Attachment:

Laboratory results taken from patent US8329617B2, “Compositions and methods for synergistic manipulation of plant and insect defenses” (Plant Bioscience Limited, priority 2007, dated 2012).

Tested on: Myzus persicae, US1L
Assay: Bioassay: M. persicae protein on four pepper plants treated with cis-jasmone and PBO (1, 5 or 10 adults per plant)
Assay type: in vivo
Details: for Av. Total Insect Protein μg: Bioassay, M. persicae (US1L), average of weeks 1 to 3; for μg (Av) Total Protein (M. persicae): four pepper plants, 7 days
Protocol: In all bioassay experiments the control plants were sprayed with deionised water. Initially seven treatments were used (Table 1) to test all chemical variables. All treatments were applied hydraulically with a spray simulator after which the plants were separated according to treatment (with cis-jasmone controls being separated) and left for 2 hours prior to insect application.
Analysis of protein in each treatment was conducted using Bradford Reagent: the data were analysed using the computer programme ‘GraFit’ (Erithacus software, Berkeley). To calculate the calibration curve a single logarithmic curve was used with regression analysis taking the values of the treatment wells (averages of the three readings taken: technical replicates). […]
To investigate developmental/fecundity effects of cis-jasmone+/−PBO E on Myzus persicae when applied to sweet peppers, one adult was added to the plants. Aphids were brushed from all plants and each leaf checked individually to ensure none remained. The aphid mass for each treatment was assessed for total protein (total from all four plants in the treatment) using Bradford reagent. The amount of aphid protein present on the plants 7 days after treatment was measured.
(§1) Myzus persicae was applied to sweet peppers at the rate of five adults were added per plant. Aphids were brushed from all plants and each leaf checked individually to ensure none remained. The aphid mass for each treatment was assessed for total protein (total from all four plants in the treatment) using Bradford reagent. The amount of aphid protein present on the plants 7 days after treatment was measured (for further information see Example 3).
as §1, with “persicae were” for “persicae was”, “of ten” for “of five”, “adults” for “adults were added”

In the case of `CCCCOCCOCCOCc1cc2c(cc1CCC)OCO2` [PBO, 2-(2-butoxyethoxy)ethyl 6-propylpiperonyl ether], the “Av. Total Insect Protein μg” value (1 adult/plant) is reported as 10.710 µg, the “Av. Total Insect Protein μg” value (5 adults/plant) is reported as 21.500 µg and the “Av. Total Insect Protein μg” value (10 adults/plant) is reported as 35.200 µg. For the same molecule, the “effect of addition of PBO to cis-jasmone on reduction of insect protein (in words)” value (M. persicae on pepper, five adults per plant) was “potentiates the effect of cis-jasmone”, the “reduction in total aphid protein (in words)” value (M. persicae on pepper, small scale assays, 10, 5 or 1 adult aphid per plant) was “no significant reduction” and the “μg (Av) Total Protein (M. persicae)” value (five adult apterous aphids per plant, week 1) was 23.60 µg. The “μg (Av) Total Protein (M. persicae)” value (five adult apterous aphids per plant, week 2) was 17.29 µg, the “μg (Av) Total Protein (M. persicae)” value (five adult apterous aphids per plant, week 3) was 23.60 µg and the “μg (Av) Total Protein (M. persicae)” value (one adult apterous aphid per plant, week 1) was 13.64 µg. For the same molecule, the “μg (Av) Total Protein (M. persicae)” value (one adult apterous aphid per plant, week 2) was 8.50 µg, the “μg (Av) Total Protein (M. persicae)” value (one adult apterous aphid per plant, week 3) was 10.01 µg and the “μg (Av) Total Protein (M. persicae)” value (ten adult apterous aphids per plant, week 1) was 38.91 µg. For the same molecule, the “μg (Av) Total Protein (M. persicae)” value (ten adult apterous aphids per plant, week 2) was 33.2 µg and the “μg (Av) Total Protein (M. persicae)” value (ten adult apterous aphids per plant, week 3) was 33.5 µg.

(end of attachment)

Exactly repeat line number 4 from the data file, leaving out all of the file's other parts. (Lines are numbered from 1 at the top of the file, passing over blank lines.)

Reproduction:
Assay type: in vivo